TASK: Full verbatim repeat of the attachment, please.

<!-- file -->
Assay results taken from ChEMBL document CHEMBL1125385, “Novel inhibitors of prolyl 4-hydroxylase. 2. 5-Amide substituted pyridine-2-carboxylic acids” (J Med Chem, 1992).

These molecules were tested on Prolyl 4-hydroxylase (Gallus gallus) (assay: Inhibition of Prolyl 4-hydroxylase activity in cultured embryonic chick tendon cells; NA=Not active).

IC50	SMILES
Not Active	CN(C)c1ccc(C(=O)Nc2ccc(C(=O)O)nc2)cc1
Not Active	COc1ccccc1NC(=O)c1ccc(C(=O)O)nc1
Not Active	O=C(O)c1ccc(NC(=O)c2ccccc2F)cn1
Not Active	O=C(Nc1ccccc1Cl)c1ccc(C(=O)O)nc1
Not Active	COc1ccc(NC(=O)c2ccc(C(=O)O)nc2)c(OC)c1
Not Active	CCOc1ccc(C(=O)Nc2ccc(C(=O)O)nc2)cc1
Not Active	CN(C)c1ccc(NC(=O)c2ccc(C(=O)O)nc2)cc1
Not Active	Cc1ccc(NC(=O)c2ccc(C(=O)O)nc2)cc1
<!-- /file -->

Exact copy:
Assay results taken from ChEMBL document CHEMBL1125385, “Novel inhibitors of prolyl 4-hydroxylase. 2. 5-Amide substituted pyridine-2-carboxylic acids” (J Med Chem, 1992).

These molecules were tested on Prolyl 4-hydroxylase (Gallus gallus) (assay: Inhibition of Prolyl 4-hydroxylase activity in cultured embryonic chick tendon cells; NA=Not active).

IC50	SMILES
Not Active	CN(C)c1ccc(C(=O)Nc2ccc(C(=O)O)nc2)cc1
Not Active	COc1ccccc1NC(=O)c1ccc(C(=O)O)nc1
Not Active	O=C(O)c1ccc(NC(=O)c2ccccc2F)cn1
Not Active	O=C(Nc1ccccc1Cl)c1ccc(C(=O)O)nc1
Not Active	COc1ccc(NC(=O)c2ccc(C(=O)O)nc2)c(OC)c1
Not Active	CCOc1ccc(C(=O)Nc2ccc(C(=O)O)nc2)cc1
Not Active	CN(C)c1ccc(NC(=O)c2ccc(C(=O)O)nc2)cc1
Not Active	Cc1ccc(NC(=O)c2ccc(C(=O)O)nc2)cc1